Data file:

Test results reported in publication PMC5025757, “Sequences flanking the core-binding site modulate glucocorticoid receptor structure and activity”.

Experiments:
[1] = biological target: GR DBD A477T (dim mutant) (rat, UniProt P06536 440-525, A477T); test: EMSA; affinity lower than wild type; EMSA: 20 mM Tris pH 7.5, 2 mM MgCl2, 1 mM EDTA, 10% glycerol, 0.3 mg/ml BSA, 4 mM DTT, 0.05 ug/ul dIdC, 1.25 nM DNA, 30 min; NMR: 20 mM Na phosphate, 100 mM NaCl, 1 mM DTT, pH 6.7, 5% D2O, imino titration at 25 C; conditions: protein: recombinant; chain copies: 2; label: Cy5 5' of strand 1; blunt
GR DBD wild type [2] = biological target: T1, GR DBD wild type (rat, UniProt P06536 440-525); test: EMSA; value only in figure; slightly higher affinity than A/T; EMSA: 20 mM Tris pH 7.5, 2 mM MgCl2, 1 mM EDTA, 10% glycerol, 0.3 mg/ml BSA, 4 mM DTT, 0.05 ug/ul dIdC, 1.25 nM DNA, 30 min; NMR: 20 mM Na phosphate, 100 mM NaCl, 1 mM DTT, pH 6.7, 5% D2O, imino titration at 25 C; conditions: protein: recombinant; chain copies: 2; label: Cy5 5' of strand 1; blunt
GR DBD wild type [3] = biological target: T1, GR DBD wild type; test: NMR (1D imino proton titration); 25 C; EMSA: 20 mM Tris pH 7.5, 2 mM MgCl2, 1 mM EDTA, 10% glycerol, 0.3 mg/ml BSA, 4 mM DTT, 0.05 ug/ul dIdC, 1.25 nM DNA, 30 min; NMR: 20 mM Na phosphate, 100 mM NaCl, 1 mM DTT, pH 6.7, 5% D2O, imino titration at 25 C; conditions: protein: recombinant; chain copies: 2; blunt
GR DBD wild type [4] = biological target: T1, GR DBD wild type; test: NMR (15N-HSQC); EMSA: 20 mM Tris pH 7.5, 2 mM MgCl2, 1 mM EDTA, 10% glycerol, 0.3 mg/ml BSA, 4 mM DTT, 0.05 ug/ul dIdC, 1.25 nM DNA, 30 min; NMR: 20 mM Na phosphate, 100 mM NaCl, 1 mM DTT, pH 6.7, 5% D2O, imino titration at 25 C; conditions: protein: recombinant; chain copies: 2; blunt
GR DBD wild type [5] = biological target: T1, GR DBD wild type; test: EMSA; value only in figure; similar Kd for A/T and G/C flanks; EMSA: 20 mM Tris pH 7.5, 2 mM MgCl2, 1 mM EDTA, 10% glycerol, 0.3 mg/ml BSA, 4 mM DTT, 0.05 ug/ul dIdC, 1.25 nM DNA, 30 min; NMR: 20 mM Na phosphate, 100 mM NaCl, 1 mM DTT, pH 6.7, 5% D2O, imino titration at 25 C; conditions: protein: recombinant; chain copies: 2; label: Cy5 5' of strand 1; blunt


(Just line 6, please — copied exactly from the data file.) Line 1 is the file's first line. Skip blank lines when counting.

GR DBD wild type [4] = biological target: T1, GR DBD wild type; test: NMR (15N-HSQC); EMSA: 20 mM Tris pH 7.5, 2 mM MgCl2, 1 mM EDTA, 10% glycerol, 0.3 mg/ml BSA, 4 mM DTT, 0.05 ug/ul dIdC, 1.25 nM DNA, 30 min; NMR: 20 mM Na phosphate, 100 mM NaCl, 1 mM DTT, pH 6.7, 5% D2O, imino titration at 25 C; conditions: protein: recombinant; chain copies: 2; blunt